Hear how Surrey is honouring Dave Hill’s vision of outstanding services for children and families

A sponsored feature by Surrey County Council, interactive theatre sponsor at Community Care Virtually Live

Surrey's former executive director of children's services, Dave Hill, who died in June
Surrey's former executive director of children's services, Dave Hill, who died in June

This year has not been easy at Surrey, not only in maintaining critical frontline services during the Covid-19 pandemic, but also dealing with the devastating loss of its executive director Dave Hill, who passed away in June.

Dave was an instrumental figure in driving the council’s improvement, putting the needs of children and young people at the heart of its transformation. The leadership team is now determined to ensure that Dave’s legacy and vision is delivered.

Reflecting on the difference he made, Jacquie Burke, director of family safeguarding, says. “He drove us all on to make sure we get to outstanding services. As a leadership team we’re resolute that we will finish the work he started.”

The council has a big presence at this year’s Community Care Virtually Live – showcasing aspects of its new model and approach in two masterclass events – and is actively recruiting for committed and experienced social workers.

While coronavirus has presented its challenges, Jacquie says it’s actually helped accelerate the improvement journey: “Remote working has, in some ways, enabled greater trust between managers and practitioners. Social workers have responded by taking more accountability and responsibility for their practice.”

She adds that, over the summer, significant work has gone in to make offices Covid-19 secure, to help welcome social workers back, and almost all interaction with children and families in Surrey is now in person.

Building relationships with partners has also been a major priority. Surrey’s Children’s Services Academy has been one of the main driving forces in bringing together children’s services, schools, youth services, police and health to learn from each other.

The council’s family safeguarding model is focused on multidisciplinary teams supporting children and families with their most complex needs, all of whom were rapidly put to use in helping navigate crisis situations in the out-of-hours team during the Covid-19 outbreak. Jacquie says that the model is based on motivational interviewing techniques, which have “enabled families to build their resilience and make positive changes to keep children safe.”

Motivational interviewing masterclass

Every Surrey social worker is trained in motivational interviewing and attendees will get the chance to sample the training in a masterclass at Community Care Virtually Live, on 13 October from 10.30am to 11.30am.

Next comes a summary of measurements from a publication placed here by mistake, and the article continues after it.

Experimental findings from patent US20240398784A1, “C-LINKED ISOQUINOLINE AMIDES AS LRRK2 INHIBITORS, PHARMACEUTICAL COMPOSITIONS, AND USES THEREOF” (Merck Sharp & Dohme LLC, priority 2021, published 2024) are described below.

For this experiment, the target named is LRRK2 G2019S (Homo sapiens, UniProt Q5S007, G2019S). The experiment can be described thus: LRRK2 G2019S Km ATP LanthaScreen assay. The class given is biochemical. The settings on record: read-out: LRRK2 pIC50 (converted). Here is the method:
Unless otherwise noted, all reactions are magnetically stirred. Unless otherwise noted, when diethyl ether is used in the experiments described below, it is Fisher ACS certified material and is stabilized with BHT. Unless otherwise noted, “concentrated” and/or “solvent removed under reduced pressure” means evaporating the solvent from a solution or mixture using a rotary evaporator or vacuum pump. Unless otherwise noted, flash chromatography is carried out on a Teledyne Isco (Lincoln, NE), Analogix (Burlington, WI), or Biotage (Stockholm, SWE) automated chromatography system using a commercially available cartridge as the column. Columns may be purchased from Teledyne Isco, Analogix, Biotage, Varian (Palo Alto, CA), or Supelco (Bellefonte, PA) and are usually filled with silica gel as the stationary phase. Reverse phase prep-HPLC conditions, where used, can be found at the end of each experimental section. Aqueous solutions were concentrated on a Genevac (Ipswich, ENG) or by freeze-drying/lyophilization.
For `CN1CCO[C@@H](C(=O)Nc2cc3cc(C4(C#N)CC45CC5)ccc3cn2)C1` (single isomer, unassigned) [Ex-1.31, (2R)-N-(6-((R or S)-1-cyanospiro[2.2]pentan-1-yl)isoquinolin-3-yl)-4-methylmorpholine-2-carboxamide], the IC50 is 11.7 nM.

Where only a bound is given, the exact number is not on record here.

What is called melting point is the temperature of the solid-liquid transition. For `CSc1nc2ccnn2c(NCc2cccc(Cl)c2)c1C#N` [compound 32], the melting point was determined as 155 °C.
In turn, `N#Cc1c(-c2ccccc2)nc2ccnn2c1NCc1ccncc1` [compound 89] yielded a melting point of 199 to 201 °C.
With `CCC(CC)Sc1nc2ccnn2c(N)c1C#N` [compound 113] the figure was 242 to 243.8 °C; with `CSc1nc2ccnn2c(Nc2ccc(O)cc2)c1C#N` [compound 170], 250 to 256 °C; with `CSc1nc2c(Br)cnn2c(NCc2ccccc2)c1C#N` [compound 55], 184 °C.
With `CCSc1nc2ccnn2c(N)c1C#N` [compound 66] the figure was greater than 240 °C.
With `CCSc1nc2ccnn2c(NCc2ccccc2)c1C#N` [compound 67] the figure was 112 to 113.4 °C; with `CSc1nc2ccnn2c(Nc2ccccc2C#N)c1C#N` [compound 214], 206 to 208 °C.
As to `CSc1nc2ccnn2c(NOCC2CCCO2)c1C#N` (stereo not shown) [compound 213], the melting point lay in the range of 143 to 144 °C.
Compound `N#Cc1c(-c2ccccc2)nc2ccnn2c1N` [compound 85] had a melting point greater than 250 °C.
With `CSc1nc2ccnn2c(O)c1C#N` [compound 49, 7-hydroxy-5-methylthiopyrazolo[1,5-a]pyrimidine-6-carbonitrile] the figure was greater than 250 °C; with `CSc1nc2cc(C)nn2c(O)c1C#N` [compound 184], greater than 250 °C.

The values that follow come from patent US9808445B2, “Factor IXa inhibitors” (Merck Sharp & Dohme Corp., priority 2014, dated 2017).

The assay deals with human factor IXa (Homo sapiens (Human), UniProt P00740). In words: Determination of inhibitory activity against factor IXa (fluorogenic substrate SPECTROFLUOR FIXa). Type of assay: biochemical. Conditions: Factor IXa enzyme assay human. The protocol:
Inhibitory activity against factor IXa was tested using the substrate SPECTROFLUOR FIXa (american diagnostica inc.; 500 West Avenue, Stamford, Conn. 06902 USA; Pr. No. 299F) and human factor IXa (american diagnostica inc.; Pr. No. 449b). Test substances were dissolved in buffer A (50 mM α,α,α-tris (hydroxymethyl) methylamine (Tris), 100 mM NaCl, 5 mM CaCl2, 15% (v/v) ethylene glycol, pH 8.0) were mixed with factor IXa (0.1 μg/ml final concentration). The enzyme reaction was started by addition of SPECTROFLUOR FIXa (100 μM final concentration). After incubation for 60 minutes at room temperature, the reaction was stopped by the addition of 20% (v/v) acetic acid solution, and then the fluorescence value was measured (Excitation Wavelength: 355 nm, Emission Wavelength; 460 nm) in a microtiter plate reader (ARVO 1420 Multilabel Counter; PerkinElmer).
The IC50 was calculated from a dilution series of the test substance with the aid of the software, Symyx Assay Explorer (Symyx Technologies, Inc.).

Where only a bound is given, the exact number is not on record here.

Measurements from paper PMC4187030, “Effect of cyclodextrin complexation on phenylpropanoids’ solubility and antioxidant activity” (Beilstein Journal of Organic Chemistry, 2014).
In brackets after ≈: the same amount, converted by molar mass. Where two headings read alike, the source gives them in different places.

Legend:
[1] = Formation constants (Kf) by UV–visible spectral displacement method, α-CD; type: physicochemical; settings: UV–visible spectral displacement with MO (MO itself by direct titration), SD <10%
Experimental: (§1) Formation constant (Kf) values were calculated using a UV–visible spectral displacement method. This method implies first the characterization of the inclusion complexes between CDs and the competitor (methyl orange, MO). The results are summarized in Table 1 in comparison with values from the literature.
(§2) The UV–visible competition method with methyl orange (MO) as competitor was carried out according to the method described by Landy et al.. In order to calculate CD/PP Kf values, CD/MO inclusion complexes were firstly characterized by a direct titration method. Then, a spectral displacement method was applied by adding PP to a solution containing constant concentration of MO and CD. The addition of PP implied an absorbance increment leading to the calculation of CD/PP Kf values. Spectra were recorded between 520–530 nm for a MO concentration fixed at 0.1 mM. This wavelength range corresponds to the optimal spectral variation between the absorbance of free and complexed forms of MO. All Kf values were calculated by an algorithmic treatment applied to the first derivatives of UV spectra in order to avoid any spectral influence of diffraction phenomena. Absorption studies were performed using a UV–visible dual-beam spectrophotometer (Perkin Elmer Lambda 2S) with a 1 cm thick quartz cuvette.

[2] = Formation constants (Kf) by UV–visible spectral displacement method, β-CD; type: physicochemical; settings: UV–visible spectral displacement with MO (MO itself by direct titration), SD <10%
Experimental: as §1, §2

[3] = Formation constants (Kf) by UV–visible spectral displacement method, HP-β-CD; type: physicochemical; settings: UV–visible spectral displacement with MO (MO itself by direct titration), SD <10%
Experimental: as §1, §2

Advanced social worker Nicola Adesuji has felt it really helped her to approach families who may have been resistant to support: “It’s been amazing. It really helps because it approaches the family from a place of ‘loving kindness’. Families don’t always work at the pace we want them to but it’s about having the time and patience and skills to stay with them.”

Nicola says the training has also improved the quality of the supervision that she both gives and receives. “It’s helped me feel more confident and, as a supervisee, I’ve noticed that I’m encouraged to be more reflective and think about my own ideas and responses to situations.”

A nationally-recognised approach to adolescent mental health

Tina Benjamin, director of corporate parenting, points to the impact the pandemic has had on adolescents, which has disrupted their lives and affected their mental health and wellbeing.

Surrey’s masterclass on day two (14 October) will share the work the county council undertakes with the Hope Service. It’s a unique service to Surrey and a national trailblazer, built on relationship-based work, to support adolescents with complex mental health needs.

Tina says: “The Hope Service is unique service nationally and its work is pioneering. There are so many inspiring stories of young people and families who reached out to them and how, by building relationships, it was able to make a real difference to their lives. Our approach is about giving them an opportunity to be heard and listening to what they say.”

The council has made big strides but there’s a recognition that there’s more to do. There’s a resolve in the team that they will finish the work Dave started here, improving the lives of children in Surrey. As Jacquie says, “we will do it together for Dave”.

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